Sharga shares why the current market is different from the one that preceded the 2008 housing crisis.
What is a trustee?
A person or firm that administers assets on behalf of a third party is called a trustee. Trustees oversee several different types of financial situations, including trusts, bankruptcies and certain types of pensions or retirement plans. It is the trustee’s job to make the best possible decisions for beneficiaries, those who benefit from the property or assets over which the trustee is in charge.
In order to understand the job of a trustee, it helps to review what a trust is. A trust is a legal document that acts as an entity of its own. It can hold property and assets, and it includes instructions regarding whom you want to oversee your affairs and where you want your assets to go when you die.
The trustee is the person or firm that manages the resources in the trust. Many people act as their own trustee for as long as they are mentally able, and if they are married they will normally hand off the job to their spouse when they can no longer manage it. If there is no spouse or the spouse is unable to act as a trustee, a successor trustee will be named to manage the trust.
A trustee is obligated to follow certain rules. The trustee must:
- Invest trust assets in a conservative manner that will lead to growth.
- Keep accurate records, file taxes, and make reports to beneficiaries.
- Not favor any beneficiary over another, unless the trust requests they do so.
- Not use assets for his own purposes, unless it is authorized by the trust.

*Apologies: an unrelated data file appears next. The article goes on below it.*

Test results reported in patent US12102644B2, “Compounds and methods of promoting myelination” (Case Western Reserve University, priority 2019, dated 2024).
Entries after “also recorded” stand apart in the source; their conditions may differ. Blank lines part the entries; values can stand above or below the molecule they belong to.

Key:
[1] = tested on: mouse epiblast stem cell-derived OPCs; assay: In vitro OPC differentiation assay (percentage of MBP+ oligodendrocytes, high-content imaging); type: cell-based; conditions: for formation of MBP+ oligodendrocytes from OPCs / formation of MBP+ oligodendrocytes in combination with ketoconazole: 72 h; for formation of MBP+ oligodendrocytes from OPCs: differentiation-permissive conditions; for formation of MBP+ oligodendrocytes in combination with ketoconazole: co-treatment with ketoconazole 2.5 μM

- Not mix trust assets with his own.
There is a bankruptcy trustee named in nearly every individual bankruptcy case. Trustee duties vary depending on whether the bankruptcy case falls under Chapter 7 or Chapter 13, the two most common types of personal bankruptcy.
There is a bankruptcy estate created whenever someone files for bankruptcy. Like a trust, the estate acts as its own legal entity and comprises the debtor’s property. A trustee oversees the estate, carries out duties as outlined by bankruptcy law, and acts in the best interest of creditors.
Chapter 7 bankruptcy is considered a “liquidation” due to the fact that a debtor’s possessions can be sold to help recoup creditors’ losses. For this reason, a trustee in a Chapter 7 case must:
- Gather property included in the bankruptcy estate.
- Sell the estate’s property.
- Review and challenge claims made by creditors.
- Allocate proceeds of the sale to creditors.
- Oppose the discharge of bankruptcy in the event debtors did not properly comply.
Often referred to as “reorganization,” Chapter 13 bankruptcy requires that debtors come up with a plan to repay their creditors within three to five years. A trustee according to Chapter 13 will:
- Evaluate the repayment plan as proposed by the debtor.
- Oppose the plan as necessary.
- Collect payments from the debtor.
- Allocate payments to creditors.
While overseeing a qualified retirement plan, a trustee must:
- Administer the plan according to governing documents.
- Work exclusively on behalf of plan participants.
- Act in a prudent manner.
- Diversify the plan in order to minimize loss.
- Follow all rules set forth by the Employee Retirement Income Security Act of 1974 (ERISA).
- Value qualified assets at a minimum of fair market value.
Regardless of the type of estate he or she oversees, a trustee’s primary duty is to the beneficiaries of the trust. Failure to adhere to this primary duty can lead to a trustee being removed and replaced for mismanagement.